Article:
A Rainy Day in New York

The name Woody Allen means many things to people. The writer and director of classic comedies including ‘Annie Hall’, ‘Manhattan’ has gained him admirers. His controversial private life saw him become a Hollywood pariah. Long delayed due to the latter, ‘A Rainy Day in New York’ is an enjoyable addition to his cinematic catalogue. A breezy romantic comedy in his own unique style showing his story-telling skills are still strong after captivating fans for decades.

When learning his girlfriend Ashleigh (Elle Fanning) is travelling to Manhattan to interview film director Roland Pollard (Live Schreiber), Gatsby (Timothee Chalamet) plans a romantic weekend. Whilst having the opportunity to visit his New York based parents, Gatsby’s plans soon unravel. Ashleigh is invited to a special movie screening where Gatsby finds himself entangled with actress Chan (Selena Gomez) who bewitches him with her charms. The romantic weekend away turns into one of discovery for the lovebirds in ways they couldn’t have imagined.

While it isn’t top-drawer Allen, ‘A Rainy Day in New York’ is still engaging. Yet another love-letter to New York, the cinematography adds to his character’s emotions. Without realising it, Ashleigh and Gatsby are on two different paths with the weekend forcing them to reflect on their lives. Gatsby’s dislike for the trappings of extreme wealth in particular unearths long buried secrets giving him a new life perspective.

As with any Allen movie, ‘A Rainy Day in New York’ explores how coincidence and unexpected circumstances can change others. Well conveyed by a solid cast who manage to handle Allen’s waspish dialogue with ease. It isn’t a total laugh-fest as some of his earlier work, but Allen manages to bring a light touch making for consistently amusing viewing.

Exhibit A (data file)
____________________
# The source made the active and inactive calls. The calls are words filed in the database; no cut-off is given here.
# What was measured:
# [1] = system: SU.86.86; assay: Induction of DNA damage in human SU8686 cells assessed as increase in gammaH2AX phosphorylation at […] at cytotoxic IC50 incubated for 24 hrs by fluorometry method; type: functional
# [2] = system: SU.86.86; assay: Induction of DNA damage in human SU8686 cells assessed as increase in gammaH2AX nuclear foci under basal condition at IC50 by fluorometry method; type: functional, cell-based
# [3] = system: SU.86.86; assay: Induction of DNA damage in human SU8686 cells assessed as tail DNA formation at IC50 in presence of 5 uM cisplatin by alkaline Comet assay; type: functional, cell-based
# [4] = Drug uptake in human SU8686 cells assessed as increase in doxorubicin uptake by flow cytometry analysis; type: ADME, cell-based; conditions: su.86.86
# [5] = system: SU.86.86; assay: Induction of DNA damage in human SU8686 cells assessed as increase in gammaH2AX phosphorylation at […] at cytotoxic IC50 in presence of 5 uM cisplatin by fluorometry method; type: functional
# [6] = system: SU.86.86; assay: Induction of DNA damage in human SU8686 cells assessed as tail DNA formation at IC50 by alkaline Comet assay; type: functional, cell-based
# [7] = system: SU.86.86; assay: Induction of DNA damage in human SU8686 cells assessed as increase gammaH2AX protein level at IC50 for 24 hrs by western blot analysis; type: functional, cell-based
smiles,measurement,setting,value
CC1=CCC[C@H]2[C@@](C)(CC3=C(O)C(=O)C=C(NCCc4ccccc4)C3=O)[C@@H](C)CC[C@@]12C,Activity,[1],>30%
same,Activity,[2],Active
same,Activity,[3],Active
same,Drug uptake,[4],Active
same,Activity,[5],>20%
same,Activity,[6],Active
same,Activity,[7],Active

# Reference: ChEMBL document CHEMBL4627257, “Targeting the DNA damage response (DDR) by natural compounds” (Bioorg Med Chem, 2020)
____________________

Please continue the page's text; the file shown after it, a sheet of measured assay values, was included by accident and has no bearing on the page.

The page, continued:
Whatever scandals plague him in his personal life, Woody Allen’s ability to craft a watchable tale is still seen. ‘A Rainy Day in New York’ sits somewhere in the mid-range of his output. For someone who has made dozens of films over decades, that’s a decent effort. His films are always interesting viewing with his style of film-making as enticing as New York’s towering buildings.

Rating out of 10: 6


Fifty Shades Freed

The ‘Fifty Shades of Grey’ books and films were never considered high art. E.L. James’ writing was more akin to a down market Jackie Collins novel than Shakespeare. Nonetheless, the series became hugely popular among a particular demographic who couldn’t get enough of its adult antics. ‘Fifty Shades Freed’ is the last film in the series with its climax potentially offering merciful relief to many.

Christian (Jamie Dornan) and Anastasia Grey (Dakota Johnson) are newly married and look forward to the future. Unfortunately their past catches up with them in the form of Anastasia’s former boss Jack (Eric Johnson). Still infatuated with Anastasia’s charms, Jack will do anything to destroy her new union. Death and emotional destruction await with both colluding to prevent a happy ending.

‘Fifty Shades Freed’ finally ends what has been a generally mediocre series. Whilst the locations and glossy look of the films have been suitably spectacular, other facets have been left wanting. Chief among them have been the performances during which the actors wear a permanently embarrassed look throughout. ‘Fifty Shades Freed’ gives them little depth with Christian and Anastasia a terminally uninteresting couple consistently generating less sizzle and more fizzle.

James Foley deserves kudos for turning E.L. James’ crude prose into something watchable with his fair direction. The light thrills, overwrought shenanigans and romance are mechanically whipped into shape against the soft-rock soundtrack. Hopefully all involved enjoyed the money made from this series as the lack of genuine enthusiasm shown on screen highlights how ‘memorable’ the franchise has been.

Although looking expensive, ‘Fifty Shades Freed’ is anchored by cheap plotting and miniscule acting. These type of movies have admirers who happily go onto the next big screen fad requiring a modicum of thought. The best thing one can say about ‘Fifty Shades Freed’ is that the appearance of its end credits draws smiles missing from its previous two hours.

Rating out of 10: 1